Lessons learned from upgrading iPhone 3GS to iPhone5

iPhone 5I recently went through an upgrade from a 3GS to the new iPhone5. Had looked in advance for what the process was but didn’t really find anything that told me what to expect. Here is a recap of what I did and went through so that you can know what to expect. Back up the phone before going to the Apple store or wherever you will purchase it from. Even if you back up every few days, go ahead and sync it to iTunes just before you go to the store. Even though I had done this earlier the morning I went to the Apple store, I connected the iPhone to my laptop and forced a manual backup just in case.

I went to the Apple store and told them I wanted to upgrade to the iPhone 5 and keep my unlimited legacy plan. Even though I am on AT&T, what I am describing here should be applicable regardless of the carrier you are using. Within just a few minutes, they had my new phone in my hands, activated and I was walking out the door. Although some would disagree with me, I always buy AppleCare with any iPhone that I purchase. Haven’t had to use it on an iPhone yet but it didn’t come in handy when the hard drive on my MacBook Pro failed unexpectedly. Within a few minutes after getting back to my office, my iPhone 3GS showed No Service and the iPhone 5 was ready to receive calls.

I next connected the iPhone to my laptop and let iTunes see it. I selected the option of restoring from the backup. This next part just about had my heart stop. It took just a few minutes to restore the iPhone backup, which I thought was unusually quick but I had nothing to base it on. After it rebooted, that is when time seemed to stand still. Almost none of my apps were on the phone. Momentarily, the iPhone started syncing with iTunes and the process began of restoring my apps back to the iPhone. With a 16MB model, it took about 2 hours to restore all of the apps using the supplied sync cable that came with the phone. Slowly but surely all of the apps that were on the iPhone 3GS began to show up on the iPhone 5.

Noticed a few things after the apps had all restored that you might want to think about when you go through this process. If you have any soft token apps such Symantec’s VIP Access for use on sites such as eBay or Paypal, you will need to register your new token and deactivate the one on your old phone. When you compare the tokens side by side, at least with the VIP Access one, you will noticed a different Credential ID, hence the need to register the new token. The process will vary for each of the other soft tokens you have but at least you know what to expect.

Any other apps that you have that have any sort of login process in order to use them will probably require that you re-enter your credentials for that particular app in order to start using them. A pain but a necessary evil when doing an upgrade. This is where keeping track of your various logins and passwords in an app such as mSecure will help hasten that process along. Apps such as mSecure that sync their databases with another system will need to have that process setup as well. Depending on how many apps that you have installed, you will need to plan on taking some time walking your way through all of them to make sure that everything checks out before you really need to use the app.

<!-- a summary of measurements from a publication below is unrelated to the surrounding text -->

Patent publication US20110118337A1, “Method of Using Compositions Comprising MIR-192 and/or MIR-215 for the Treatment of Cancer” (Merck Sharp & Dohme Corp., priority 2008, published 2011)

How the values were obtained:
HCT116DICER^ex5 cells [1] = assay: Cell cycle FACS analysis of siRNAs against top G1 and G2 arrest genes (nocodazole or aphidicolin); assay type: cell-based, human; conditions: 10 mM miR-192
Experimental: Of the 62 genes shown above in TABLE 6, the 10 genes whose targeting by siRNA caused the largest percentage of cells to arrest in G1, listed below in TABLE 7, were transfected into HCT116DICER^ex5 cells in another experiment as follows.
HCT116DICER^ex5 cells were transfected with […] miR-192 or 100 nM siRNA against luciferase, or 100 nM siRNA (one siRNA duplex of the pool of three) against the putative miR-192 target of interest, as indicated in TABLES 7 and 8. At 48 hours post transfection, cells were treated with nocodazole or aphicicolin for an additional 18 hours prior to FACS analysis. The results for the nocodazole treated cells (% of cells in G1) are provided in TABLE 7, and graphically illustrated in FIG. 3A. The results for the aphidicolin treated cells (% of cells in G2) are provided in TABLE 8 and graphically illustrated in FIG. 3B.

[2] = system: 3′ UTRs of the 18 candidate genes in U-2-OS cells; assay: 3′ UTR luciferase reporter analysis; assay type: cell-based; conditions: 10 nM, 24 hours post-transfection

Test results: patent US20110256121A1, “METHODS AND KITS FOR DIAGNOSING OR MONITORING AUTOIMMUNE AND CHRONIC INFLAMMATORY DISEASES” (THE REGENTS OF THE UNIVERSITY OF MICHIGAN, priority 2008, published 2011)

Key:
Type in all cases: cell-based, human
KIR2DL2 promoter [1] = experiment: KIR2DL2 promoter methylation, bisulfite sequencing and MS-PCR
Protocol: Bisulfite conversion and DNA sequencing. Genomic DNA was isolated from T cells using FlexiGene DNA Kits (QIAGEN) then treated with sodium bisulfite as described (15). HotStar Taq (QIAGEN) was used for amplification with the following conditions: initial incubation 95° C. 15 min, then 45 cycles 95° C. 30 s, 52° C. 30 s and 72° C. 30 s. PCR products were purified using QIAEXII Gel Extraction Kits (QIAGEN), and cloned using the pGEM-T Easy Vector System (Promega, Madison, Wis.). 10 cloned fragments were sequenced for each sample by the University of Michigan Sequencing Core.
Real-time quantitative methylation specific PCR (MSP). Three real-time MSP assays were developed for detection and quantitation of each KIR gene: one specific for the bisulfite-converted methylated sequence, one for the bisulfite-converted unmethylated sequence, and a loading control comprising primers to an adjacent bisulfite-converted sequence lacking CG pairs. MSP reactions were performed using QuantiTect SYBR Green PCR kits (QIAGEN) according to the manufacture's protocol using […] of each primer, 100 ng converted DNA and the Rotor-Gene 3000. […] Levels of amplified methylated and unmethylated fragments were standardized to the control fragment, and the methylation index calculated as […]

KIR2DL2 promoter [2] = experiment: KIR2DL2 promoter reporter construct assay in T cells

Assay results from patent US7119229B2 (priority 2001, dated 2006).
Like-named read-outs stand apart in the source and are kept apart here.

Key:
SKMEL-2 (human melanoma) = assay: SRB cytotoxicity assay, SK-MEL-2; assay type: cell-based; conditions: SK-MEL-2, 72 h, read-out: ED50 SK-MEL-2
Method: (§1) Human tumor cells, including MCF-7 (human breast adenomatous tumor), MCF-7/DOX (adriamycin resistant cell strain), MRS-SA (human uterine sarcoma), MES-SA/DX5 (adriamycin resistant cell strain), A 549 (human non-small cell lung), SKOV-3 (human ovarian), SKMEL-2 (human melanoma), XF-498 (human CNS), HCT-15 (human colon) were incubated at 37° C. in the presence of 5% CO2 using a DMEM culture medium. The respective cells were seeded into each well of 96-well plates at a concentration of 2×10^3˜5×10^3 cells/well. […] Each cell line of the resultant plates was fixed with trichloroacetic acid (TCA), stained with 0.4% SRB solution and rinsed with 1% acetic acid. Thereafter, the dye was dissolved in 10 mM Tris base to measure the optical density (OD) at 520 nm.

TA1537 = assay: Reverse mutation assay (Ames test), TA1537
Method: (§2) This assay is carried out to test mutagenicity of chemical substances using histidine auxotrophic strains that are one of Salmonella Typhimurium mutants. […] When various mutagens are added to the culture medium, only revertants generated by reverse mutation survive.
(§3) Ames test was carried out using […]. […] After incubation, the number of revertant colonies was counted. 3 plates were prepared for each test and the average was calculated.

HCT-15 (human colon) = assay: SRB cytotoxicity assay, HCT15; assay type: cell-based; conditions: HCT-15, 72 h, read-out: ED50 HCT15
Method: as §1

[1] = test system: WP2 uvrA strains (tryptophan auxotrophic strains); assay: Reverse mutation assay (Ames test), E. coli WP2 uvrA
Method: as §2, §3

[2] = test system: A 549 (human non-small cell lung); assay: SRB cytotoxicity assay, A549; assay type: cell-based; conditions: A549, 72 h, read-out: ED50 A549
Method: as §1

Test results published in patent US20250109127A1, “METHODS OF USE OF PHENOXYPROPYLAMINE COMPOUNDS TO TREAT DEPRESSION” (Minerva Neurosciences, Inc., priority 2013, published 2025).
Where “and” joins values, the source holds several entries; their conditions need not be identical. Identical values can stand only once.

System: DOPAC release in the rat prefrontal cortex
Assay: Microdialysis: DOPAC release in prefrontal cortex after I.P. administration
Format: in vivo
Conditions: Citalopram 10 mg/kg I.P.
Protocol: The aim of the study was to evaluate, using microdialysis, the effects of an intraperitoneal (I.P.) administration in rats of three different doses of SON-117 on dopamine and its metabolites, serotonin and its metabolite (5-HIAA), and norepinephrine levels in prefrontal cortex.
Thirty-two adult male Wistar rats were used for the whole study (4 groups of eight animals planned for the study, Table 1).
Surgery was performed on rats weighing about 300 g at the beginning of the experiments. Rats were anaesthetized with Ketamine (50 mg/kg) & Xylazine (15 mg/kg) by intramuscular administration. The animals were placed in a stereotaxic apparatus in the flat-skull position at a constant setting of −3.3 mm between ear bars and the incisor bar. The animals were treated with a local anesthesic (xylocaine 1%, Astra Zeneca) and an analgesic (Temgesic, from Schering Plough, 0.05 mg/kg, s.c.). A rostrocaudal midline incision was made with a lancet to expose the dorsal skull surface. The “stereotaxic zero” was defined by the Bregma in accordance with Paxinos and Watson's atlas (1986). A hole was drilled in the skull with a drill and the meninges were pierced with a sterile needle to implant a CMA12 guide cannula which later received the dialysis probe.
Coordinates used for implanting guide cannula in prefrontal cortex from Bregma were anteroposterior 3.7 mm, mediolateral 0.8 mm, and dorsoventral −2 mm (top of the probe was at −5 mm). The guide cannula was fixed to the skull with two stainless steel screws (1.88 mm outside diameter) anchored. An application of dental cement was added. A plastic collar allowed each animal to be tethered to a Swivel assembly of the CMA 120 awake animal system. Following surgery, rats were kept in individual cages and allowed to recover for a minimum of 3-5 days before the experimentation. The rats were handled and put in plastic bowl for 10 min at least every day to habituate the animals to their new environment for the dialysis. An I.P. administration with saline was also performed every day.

Although the phone comes with one lightning to USB cable, I picked up a second one while I was at the Apple store. I normally leave one in the truck so that I can put the phone on charge to keep from depleting the battery when turning on Bluetooth to use hands free when making calls or to feed Bluetooth Audio when using supported apps such as iHeartRadio. If you have Bluetooth in your vehicle, you will need to go through the pairing process so that your phone can “talk” to your vehicle. If you have any apps such as the Cisco Terminal App I use which has a special 30 pin to RJ45 cable, you will also need to see if the vendor has an updated cable (which they may not at this point) or get an adapter to convert the 30 pin connector to the new lightning connector on the iPhone 5.

OtterboxThe step was to get a new case for the iPhone 5. I wasn’t real thrilled with the available options that were available. I asked the Apple rep I was working with if they would ever stock the Otterbox line of cases like I had used on the iPhone 3GS. I was told no because it didn’t fit their design criteria. I politely informed him that for what I paid for the phone, that I cared more about protecting the iPhone that how the case fit with their design criteria specs. Here is the link to the case that I bought from Amazon – OtterBox Defender Series Case for iPhone 5 – Retail Packaging – Black. If you buy it through Amazon, your will save about $25 to $30 versus buying it directly from Otterbox. I had the case in a couple of days after getting my new iPhone.

Unless you have plans for giving your old iPhone to a family member, you can consider going through a recycler such as Gazelle or Amazon to get a little bit of money back on your previous phone. I tried the one I found on Apple’s website and didn’t have a good result from it. Several weeks later, I was greeted with a lowball offer, an inaccurate appraisal and still don’t have my old iPhone returned to me since I declined the offer from the recycler I dealt with.

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